I have a 3d plane in my scene and some 3d objects behind that plane. So, i want to render only the part behind the 3d plane.enter image description here

So how should I do this, should I have to use custom shaders, plz help.


This type of thing is typically done with the stencil buffer. This has a couple of downsides for your use case in Unity though:

  1. It would require modifying the shaders used for all of your through-the-looking-glass objects to check the stencil buffer (which can get annoying if you're using a lot of materials, or relying on shaders you haven't authored yourself, such as from a library or generated by another tool)

  2. If you're using deferred rendering, Unity will ignore your stencil settings for the base and lighting passes anyway and only use them for the final shading pass, so you won't save as much fill rate as you might expect by stencil testing.

So, I'd lean toward doing it in a slightly less elegant way with multiple cameras and a rendertarget, because it will be quicker to get up & running and flexible as you add new objects & materials to your scene. It also makes it straightforward to apply image effects selectively to the objects on the other side.

  1. Create a new layer in your project, I'll call it "Other Side," and place all the objects that you want visible through the plane into this layer. (You can do this with multiple layers too, if you need to maintain layer distinctions between them, like Other Side Obstacles and Other Side FX...)

  2. Duplicate your camera (or set up a script that automatically duplicates the camera at runtime and keeps the two copies' parameters in-sync) and make both copies children of one parent. Put any camera movement scripts on the parent so it moves the cloned cameras as one.

  3. Set one camera to Depth -1 (so it renders earlier) and its CullingMask to see only the Other Side layer(s). Set the other camera's CullingMask so that it does not see the Other Side layer(s), and ensure its ClearFlags wipe whatever comes before it ("Skybox" is usually what you want).

  4. Create a new RenderTexture at the resolution of your game. (If you need to support multiple resolutions, you can write a script that creates/replaces this texture at runtime). Select the camera that sees the Other Side and set its Target Texture to use this RenderTexture.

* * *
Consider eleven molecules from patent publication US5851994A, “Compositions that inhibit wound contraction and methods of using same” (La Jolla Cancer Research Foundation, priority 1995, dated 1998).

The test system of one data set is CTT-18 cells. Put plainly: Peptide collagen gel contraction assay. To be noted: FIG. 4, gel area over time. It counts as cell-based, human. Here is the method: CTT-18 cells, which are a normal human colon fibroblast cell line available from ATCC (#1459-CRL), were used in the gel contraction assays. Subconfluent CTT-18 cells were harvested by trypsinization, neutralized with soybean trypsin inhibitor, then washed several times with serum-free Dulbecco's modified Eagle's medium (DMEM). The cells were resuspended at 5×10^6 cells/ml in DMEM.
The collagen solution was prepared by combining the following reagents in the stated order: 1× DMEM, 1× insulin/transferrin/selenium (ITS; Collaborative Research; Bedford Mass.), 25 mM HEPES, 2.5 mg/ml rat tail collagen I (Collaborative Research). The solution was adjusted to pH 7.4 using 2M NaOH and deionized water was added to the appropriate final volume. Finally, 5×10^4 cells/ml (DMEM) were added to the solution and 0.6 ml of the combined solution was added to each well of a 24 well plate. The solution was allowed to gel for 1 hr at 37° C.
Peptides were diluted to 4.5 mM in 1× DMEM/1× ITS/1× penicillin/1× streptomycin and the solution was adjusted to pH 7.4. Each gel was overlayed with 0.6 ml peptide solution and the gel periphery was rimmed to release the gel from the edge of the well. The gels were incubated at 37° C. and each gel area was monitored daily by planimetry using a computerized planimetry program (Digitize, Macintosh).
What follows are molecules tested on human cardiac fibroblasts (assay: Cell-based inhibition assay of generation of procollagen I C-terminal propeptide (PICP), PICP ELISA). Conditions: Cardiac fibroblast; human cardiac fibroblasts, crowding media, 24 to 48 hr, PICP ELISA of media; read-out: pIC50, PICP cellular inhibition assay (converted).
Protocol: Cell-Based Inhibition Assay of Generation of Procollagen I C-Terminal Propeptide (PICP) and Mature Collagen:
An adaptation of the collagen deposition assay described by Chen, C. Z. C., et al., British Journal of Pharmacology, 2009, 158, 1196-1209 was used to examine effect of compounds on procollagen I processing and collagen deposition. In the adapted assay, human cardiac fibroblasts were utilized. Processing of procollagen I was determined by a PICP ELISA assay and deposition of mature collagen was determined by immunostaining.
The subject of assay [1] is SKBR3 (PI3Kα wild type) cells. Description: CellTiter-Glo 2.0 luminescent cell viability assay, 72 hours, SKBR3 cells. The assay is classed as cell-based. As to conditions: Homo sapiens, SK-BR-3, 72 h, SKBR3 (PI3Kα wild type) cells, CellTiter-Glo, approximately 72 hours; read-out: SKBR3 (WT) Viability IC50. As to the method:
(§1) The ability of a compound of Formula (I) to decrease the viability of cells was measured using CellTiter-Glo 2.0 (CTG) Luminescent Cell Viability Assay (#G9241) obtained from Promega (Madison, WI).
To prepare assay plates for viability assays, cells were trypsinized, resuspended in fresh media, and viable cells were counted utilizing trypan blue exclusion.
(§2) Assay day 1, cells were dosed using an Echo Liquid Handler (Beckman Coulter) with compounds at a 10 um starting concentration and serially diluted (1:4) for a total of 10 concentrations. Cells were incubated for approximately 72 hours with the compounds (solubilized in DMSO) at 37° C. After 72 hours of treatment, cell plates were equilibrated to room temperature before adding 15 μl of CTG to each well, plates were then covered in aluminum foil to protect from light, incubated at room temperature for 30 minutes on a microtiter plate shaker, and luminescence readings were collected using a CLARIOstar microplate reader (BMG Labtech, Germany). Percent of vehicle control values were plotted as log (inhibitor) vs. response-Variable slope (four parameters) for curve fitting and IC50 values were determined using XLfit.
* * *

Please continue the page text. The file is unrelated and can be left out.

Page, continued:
5. Create a new material for your portal plane, using a shader something like this:

    Shader "Unlit/ScreenspaceTexture"
        _MainTex ("Texture", 2D) = "white" {}
        Tags { "RenderType"="Opaque" "Queue"="Geometry"}
        LOD 100
        Lighting Off
            #pragma vertex vert
            #pragma fragment frag
            // make fog work
            #pragma multi_compile_fog
            #include "UnityCG.cginc"
            struct appdata
                float4 vertex : POSITION;
                float2 uv : TEXCOORD0;
            struct v2f
                float3 screenPos : TEXCOORD0;
                float4 vertex : SV_POSITION;
            sampler2D _MainTex;
            float4 _MainTex_ST;
            v2f vert (appdata v)
                v2f o;
                o.vertex = mul(UNITY_MATRIX_MVP, v.vertex);
                o.screenPos = o.vertex.xyw;
                // This might be platform-specific. Test with OpenGL.
                o.screenPos.y *= -1.0f;
                return o;
            fixed4 frag (v2f i) : SV_Target
                // sample the texture
                float2 uv = (i.screenPos.xy / i.screenPos.z) * 0.5f + 0.5f;
                fixed4 col = tex2D(_MainTex, uv);
                // apply fog
                UNITY_APPLY_FOG(i.fogCoord, col);               
                return col;

(The fog stuff is part of Unity's default unlit shader, but you can delete it if you don't need to use fog in your scene)

Set this material's texture to be the RenderTexture you created in step 4. Now the contents of that RenderTexture will be visible "through" any geometry that has this material applied.

If you need to alpha-test or blend this content with stuff behind the plane in the second camera's view, that will require some modifications.

Note that this method looks correct from the perspective of the in-game cameras, but won't look correct in general in the Scene view, since it doesn't have a duplicate camera of its own. There are ways to fix this if you need, but they get a bit more complex.

  • \$\begingroup\$ I used nearly the same approach, and it worked. Haven't been able to change some GI parameters inside the portal though, mainly had issues with Terrain GI \$\endgroup\$ – Igor S. Oct 17 '15 at 9:52
  • \$\begingroup\$ It works \o/ :) thanks for the help DMGregory. \$\endgroup\$ – imassassin124 Oct 17 '15 at 14:14
  • \$\begingroup\$ As an aside, you can also put your Other Side camera and objects somewhere away from the others, even at a different scale, using a script to keep the cameras moving in sync through their respective scene sections. This may make it less confusing to edit, and help ensure that collision/physics or illumination from one set of content doesn't spill over into side effects on the other. \$\endgroup\$ – DMGregory Oct 17 '15 at 14:27
  • \$\begingroup\$ my plane have upside down sky, so i rotate otherside camera 180 on z axis to fix it, is that happen with you as well? \$\endgroup\$ – imassassin124 Oct 17 '15 at 14:43
  • \$\begingroup\$ @imassassin124 see the comment in the shader "This might be platform-specific"? Comment out the line below it. DirectX and OpenGL don't agree about which direction is up in a texture. ;) Comments aren't great for extended discussion, but I can chat on another forum if you'd like to have more back-and-forth on this. \$\endgroup\$ – DMGregory Oct 17 '15 at 14:49

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